By Akemi Ichise
The most important aspect of public relations activities is ethics, or the principle of “fairness, accuracy, and transparency,” according to the Public Relations Society of Japan (PRSJ). As a former director and active member of the association, I believe all PR practitioners, both in Japan and abroad, generally know this principle and bear this in mind. However, the reality is there is no end to the number of cases that contradict this principle.
One such case has recently sparked debate in Japan. It occurred during a press conference by a talent agency on Oct. 2, 2023, when the agency apologized amid a sexual harassment scandal involving the agency’s former president (now deceased). The news was not just covered locally but also global media outlets, such as the BBC. This scandal shook the entertainment industry in Japan.
While there was a lot of debate about the content of the press conference, as well as its organizers’ attitude and methods, the actual press conference also included an incident that doubled the anger of the reporters and the audience who learned about it.
It all started when a broadcast reporter in attendance noticed a management staff member in charge of the press conference had a document identifying specific reporters to be excluded during the question-and-answer session, a detail that was inadvertently visible to the attending media. This list included the reporters’ photos and the names to avoid calling on during the press conference.
In response to this incident, various commentators (including commenters on video news clips) noted this tactic of selecting reporters at a press conference is not new in Japan. This approach of intentionally preventing specific journalists from asking their questions has been observed in multiple instances at press conferences related to the Japanese government.
In my opinion, brands and their PR consultants should strive to exercise fairness as a professional courtesy to any journalist who attends a press conference. Our advice to clients is always to field questions equitably and authentically, and we will work with their spokespeople to make all necessary preparations so they can provide credible and considered responses.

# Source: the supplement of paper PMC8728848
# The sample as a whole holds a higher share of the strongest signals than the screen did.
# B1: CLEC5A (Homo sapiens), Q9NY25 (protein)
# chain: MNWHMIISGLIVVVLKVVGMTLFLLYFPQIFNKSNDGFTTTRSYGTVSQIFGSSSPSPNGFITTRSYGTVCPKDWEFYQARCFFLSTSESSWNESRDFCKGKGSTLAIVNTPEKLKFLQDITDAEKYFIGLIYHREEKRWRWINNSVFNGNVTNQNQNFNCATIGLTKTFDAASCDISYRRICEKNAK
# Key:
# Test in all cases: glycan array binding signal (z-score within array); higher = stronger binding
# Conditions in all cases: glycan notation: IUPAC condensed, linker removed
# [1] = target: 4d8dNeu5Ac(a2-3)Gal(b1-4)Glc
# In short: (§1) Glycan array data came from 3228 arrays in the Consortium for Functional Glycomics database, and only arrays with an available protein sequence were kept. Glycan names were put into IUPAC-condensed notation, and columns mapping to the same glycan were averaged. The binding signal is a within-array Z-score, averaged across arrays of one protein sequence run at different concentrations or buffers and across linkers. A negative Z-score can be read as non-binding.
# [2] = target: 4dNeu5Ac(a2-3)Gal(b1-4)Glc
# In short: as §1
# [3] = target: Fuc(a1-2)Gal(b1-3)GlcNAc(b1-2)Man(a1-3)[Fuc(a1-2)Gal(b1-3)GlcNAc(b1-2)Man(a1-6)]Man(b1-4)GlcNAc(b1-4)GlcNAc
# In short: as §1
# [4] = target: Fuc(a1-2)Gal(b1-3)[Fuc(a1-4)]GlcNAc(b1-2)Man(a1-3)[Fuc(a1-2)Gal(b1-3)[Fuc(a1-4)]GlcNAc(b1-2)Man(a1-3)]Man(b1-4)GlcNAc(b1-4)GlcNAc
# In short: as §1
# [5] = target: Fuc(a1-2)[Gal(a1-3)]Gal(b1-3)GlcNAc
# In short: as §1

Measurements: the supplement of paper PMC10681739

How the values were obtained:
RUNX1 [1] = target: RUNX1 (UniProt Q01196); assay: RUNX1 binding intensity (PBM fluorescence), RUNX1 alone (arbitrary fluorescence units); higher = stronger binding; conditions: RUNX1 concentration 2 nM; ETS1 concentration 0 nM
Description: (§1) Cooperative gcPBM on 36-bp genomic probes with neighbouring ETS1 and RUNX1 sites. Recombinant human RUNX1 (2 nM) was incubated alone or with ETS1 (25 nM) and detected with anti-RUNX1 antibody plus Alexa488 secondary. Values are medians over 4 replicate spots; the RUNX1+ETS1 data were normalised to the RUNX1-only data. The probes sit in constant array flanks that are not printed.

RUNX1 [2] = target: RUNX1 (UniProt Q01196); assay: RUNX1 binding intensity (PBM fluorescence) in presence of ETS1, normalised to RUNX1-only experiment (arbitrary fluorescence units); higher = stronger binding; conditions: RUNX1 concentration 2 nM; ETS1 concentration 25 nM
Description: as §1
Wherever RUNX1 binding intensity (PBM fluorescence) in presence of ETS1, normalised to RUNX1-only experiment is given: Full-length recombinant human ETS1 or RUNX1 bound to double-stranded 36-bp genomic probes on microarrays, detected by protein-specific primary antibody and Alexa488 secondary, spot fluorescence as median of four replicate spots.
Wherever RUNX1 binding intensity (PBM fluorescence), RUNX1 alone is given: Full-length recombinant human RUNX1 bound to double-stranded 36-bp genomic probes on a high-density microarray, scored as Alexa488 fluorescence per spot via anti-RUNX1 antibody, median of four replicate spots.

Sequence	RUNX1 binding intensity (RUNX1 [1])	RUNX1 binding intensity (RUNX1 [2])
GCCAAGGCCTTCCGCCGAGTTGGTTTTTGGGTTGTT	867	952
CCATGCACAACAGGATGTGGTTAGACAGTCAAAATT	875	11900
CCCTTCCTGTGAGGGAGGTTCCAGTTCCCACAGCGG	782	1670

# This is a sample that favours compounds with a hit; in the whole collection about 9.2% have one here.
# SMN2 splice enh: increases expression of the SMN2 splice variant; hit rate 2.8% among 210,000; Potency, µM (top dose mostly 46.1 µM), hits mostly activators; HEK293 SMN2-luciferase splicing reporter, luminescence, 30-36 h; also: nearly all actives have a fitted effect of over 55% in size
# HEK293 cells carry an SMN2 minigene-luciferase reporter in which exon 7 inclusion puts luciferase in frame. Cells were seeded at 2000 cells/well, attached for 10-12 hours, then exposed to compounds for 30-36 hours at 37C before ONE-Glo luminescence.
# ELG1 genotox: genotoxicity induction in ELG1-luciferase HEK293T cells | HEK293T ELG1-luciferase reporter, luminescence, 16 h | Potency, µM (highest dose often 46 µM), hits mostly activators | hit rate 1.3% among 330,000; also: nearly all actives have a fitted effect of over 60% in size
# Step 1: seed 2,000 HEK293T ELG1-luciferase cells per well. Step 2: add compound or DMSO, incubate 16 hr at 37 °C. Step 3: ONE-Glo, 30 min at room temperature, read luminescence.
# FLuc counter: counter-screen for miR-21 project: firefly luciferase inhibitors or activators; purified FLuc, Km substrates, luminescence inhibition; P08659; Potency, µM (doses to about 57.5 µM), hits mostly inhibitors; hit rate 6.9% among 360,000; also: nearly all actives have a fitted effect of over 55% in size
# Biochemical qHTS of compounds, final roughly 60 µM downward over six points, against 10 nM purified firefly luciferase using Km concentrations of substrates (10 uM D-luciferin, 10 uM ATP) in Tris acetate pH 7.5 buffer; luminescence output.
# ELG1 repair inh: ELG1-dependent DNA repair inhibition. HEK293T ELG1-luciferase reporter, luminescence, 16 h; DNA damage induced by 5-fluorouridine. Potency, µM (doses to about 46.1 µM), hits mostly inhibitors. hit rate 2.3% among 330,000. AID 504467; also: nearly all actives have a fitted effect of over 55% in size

When brands go through periods of crisis, demonstrating transparency is the most important and essential stance. Once a crisis has occurred, it is understandably very difficult to maintain trust among audiences and stakeholders – but recovering and rebuilding trust is possible for brands and their leaders when they are not afraid to engage in transparent and honest stakeholder communications. This conveys their commitment to repairing the wrongs that led to a crisis in the first place, and it points their way forward toward conquering the challenges that arose.
By choosing to ignore these principles, the organizers of this apology press conference made the situation worse. Given the nature of this press conference, media attendees and audience members perceived this incident as a negative reflection of the talent agency’s attitude. It revealed the talent agency’s stance not just on the press conference itself, but also a potentially inauthentic position on the underlying issue for which the talent agency was meant to apologize.
In response to the fallout from the blocklist incident, the talent agency responded by announcing on its website that a U.S.-based consulting firm (not a PR company) hired for the press conference created the blocklist. The talent agency also stated that it had objected to the use of the blocklist. This was corroborated by the consulting firm in a comment stating the talent agency had not been involved in the use of the blocklist, which had been in fact created to facilitate the press conference smoothly given the limited time given to use the venue.
This incident was initially explained by the talent agency as having been carried out by a “foreign-affiliated PR company” and was widely reported as a “foreign-affiliated consulting firm (based in the U.S.)” On top of the talent agency’s attempt to shift the responsibility, this response also created further concerns among Japanese communications professionals. Specifically, that this situation could potentially impact local perceptions of U.S.-based consulting and communications firms in general – including Allison. PRSJ took the issue seriously and has published a statement on its website suggesting it could violate the principles of fairness, accuracy and transparency.
In the statement, PRSJ notes the following provisions in the second paragraph of the association’s Code of Ethics: “We understand the role of the media in society, respect freedom of speech and the press, conduct our public relations activities fairly and honestly, disclose facts accurately, suitably, and appropriately to domestic and foreign stakeholders, and enhance transparency.”
I believe this stance communicated by PRSJ is not only for Japanese PR practitioners, but for all of those who work for public relations in the world to keep in mind. Let’s take this opportunity to reflect and reconsider our commitment to ethics and authenticity in the course of our daily work.